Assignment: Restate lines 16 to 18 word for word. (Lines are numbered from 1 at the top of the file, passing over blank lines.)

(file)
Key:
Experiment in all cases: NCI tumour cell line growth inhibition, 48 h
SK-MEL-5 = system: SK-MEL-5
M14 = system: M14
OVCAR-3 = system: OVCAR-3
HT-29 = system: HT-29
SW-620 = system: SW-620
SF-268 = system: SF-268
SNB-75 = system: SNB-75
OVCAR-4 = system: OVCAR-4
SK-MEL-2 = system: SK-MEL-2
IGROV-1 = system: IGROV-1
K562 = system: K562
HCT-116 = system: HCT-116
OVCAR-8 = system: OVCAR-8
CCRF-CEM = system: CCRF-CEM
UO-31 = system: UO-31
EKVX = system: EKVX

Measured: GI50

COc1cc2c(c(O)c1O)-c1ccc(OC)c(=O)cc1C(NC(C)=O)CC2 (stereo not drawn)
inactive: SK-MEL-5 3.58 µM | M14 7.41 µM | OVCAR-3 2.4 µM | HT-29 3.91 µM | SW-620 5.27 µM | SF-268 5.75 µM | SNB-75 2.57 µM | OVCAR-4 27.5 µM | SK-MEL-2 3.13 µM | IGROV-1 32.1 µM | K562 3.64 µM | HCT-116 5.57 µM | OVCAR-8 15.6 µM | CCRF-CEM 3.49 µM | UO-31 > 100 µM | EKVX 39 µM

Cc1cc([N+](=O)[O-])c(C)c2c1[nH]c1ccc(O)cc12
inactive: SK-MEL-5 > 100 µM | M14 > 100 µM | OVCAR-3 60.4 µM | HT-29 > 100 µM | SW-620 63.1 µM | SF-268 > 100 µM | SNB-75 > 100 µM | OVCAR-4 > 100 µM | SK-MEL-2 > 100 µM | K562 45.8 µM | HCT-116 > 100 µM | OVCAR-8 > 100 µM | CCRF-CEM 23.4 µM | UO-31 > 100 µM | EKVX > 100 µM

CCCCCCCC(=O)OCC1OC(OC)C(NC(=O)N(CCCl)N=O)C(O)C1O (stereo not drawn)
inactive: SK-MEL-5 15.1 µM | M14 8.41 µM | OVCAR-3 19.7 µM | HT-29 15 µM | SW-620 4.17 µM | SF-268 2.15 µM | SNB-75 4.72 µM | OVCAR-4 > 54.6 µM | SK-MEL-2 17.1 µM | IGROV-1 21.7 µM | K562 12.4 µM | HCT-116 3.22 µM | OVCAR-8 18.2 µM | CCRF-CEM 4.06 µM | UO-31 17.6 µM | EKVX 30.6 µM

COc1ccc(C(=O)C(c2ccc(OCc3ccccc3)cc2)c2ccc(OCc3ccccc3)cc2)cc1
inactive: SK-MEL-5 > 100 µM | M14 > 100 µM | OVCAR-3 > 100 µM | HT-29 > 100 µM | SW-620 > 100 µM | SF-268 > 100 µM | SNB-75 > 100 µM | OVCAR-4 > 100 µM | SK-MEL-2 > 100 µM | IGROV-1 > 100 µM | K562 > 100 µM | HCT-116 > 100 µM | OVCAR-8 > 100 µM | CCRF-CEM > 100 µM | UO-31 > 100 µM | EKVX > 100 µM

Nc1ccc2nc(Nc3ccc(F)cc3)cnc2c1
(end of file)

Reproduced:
CCRF-CEM = system: CCRF-CEM
UO-31 = system: UO-31
EKVX = system: EKVX